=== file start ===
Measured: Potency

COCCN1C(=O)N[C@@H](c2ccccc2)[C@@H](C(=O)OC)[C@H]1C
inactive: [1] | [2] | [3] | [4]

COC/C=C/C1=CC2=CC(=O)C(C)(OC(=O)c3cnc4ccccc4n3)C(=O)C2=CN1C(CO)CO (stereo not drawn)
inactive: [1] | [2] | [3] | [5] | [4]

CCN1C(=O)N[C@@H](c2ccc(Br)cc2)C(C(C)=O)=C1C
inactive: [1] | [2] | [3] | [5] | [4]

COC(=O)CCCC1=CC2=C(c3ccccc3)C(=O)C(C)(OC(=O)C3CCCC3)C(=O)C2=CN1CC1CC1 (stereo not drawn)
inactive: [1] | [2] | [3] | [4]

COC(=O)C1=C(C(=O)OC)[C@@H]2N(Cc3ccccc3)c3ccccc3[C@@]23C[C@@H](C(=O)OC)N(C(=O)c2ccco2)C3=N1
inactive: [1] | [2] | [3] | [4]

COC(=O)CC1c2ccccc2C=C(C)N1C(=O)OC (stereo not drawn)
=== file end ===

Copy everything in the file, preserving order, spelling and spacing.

Measured: Potency

COCCN1C(=O)N[C@@H](c2ccccc2)[C@@H](C(=O)OC)[C@H]1C
inactive: [1] | [2] | [3] | [4]

COC/C=C/C1=CC2=CC(=O)C(C)(OC(=O)c3cnc4ccccc4n3)C(=O)C2=CN1C(CO)CO (stereo not drawn)
inactive: [1] | [2] | [3] | [5] | [4]

CCN1C(=O)N[C@@H](c2ccc(Br)cc2)C(C(C)=O)=C1C
inactive: [1] | [2] | [3] | [5] | [4]

COC(=O)CCCC1=CC2=C(c3ccccc3)C(=O)C(C)(OC(=O)C3CCCC3)C(=O)C2=CN1CC1CC1 (stereo not drawn)
inactive: [1] | [2] | [3] | [4]

COC(=O)C1=C(C(=O)OC)[C@@H]2N(Cc3ccccc3)c3ccccc3[C@@]23C[C@@H](C(=O)OC)N(C(=O)c2ccco2)C3=N1
inactive: [1] | [2] | [3] | [4]

COC(=O)CC1c2ccccc2C=C(C)N1C(=O)OC (stereo not drawn)